Ethan Smith, 17, said that after Russia invaded Ukraine last year, pro-Ukraine clubs immediately formed at his New Jersey high school. There has been nothing like that now. What was going on in Israel was apparently considered “controversial,” he said, though it seemed very clear to him.
“Every generation has that one thing that you can always remember exactly where you were,” said Mr. Smith, who is heavily involved with his local chapter of BBYO, a Jewish youth movement. “For me right now as it stands, I’m never forgetting this first weekend in October.”
Affinity and support for Israel predominates in the Jewish American population of approximately 7.5 million, or between 2 percent and 3 percent of the U.S. population, often transcending denominations and even party affiliation, according to a Pew Research Center survey conducted in 2020. Young adults were less likely to claim a “somewhat strong” or “very strong” emotional attachment to the Jewish state, though most said this attachment was an important part of being Jewish.
The Birthright Israel organization has been an engine of this attachment for more than two decades, taking 850,000 young Jews from around the world on free guided tours around Israel. Gidi Mark, the chief executive, said in a telephone interview from his in-home shelter in Tel Aviv that the organization has received over 60,000 notes and photos from alumni since last Saturday’s attacks.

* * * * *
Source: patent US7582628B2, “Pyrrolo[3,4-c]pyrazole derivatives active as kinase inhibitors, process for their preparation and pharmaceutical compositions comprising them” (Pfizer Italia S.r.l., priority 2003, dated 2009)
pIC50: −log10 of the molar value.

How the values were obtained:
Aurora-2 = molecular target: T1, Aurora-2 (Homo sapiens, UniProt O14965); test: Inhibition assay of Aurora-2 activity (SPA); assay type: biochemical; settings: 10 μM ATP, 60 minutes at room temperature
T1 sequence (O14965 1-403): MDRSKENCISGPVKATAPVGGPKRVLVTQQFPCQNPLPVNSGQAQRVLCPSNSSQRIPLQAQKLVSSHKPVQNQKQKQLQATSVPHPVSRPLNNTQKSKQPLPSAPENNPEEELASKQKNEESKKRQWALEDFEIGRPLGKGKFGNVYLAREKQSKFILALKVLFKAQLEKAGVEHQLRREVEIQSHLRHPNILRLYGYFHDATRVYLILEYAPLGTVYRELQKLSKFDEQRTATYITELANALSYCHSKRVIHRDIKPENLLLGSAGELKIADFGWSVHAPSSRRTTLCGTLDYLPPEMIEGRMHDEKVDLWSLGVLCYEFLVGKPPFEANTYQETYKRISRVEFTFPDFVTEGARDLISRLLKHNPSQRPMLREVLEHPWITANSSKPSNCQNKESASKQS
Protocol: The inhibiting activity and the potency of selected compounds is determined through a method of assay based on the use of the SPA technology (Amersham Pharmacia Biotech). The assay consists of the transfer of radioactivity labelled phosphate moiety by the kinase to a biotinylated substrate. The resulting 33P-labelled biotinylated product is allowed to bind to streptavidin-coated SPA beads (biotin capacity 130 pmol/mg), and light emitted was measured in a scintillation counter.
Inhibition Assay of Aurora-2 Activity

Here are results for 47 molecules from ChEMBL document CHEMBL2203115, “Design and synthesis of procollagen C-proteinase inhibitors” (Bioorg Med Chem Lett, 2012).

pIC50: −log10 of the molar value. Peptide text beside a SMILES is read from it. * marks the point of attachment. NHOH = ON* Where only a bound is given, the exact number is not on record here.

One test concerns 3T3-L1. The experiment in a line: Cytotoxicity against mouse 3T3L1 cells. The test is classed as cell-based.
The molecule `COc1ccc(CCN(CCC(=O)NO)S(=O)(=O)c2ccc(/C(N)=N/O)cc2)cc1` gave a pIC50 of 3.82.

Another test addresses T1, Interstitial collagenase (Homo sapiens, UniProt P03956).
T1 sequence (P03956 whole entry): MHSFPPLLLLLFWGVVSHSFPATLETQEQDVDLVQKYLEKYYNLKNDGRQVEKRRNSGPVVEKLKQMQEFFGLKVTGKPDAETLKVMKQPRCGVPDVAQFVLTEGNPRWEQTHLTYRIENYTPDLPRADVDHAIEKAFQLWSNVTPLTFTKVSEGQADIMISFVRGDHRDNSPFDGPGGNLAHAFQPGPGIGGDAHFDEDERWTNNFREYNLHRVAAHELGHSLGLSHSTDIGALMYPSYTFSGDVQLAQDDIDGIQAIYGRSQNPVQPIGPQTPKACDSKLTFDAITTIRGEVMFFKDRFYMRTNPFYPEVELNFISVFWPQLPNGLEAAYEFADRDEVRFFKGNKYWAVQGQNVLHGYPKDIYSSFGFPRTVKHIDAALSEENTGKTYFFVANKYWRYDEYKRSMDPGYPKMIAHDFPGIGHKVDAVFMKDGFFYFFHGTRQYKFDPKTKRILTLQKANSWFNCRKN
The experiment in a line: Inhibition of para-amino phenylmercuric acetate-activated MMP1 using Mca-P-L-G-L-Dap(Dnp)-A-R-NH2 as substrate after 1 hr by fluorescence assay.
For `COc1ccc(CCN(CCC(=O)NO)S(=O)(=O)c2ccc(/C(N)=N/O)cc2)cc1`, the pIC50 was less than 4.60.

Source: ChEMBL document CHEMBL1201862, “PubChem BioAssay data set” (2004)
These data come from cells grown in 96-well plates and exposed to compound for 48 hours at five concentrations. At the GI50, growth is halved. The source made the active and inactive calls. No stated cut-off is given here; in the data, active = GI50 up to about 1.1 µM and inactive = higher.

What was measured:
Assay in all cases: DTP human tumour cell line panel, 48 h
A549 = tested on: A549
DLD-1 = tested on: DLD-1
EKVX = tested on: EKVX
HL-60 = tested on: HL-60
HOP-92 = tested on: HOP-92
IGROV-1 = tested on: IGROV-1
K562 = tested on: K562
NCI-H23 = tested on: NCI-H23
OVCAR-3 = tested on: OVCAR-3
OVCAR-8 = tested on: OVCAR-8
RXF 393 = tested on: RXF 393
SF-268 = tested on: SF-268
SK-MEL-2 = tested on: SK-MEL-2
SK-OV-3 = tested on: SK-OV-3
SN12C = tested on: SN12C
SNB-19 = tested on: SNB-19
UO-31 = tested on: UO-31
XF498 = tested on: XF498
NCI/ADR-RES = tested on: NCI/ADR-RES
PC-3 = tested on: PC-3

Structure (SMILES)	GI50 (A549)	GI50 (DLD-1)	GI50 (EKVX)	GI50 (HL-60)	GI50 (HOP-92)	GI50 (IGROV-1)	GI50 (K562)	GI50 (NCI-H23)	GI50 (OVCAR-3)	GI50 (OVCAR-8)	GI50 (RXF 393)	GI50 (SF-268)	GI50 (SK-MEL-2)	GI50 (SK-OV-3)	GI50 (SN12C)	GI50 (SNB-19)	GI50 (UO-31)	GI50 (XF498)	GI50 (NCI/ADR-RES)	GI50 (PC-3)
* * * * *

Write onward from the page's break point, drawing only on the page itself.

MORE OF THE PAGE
Some ways of connecting suddenly appeared to be broken. Social media, where young people instinctively gather at generation-defining moments like this, seemed to become more toxic than ever in the days after the attack, many said.
“Social media does not know how to handle this issue at all,” said Cora Galpern, 22, a graduate student at the University of Michigan.
While she has had meaningful face-to-face conversations about the crisis, Instagram has seemed like a minefield, Ms. Galpern said. Fellow alumni of Jewish youth groups post content “that looks like hype videos from I.D.F. soldiers, treating the war as some sort of sports game,” while some peers in left-wing circles, generally concerned with Palestinian solidarity, try to reframe or even justify violence.
Mac Lang, 23, was still awake in Columbus, Ohio, last Saturday when push alerts from Israeli news outlets — a legacy of his time studying abroad in Jerusalem — began pinging his phone.
A veteran of Jewish summer camps and now a graduate student at Ohio State University, Mr. Lang long advocated for the rights of Palestinians. But in recent days, he has felt estranged from onetime allies, some of whom have gone beyond criticizing Israel’s government in social media posts and downplayed or defended Hamas — a group that, he noted, does not merely resist Israel but rather “is very explicitly anti-Jewish.”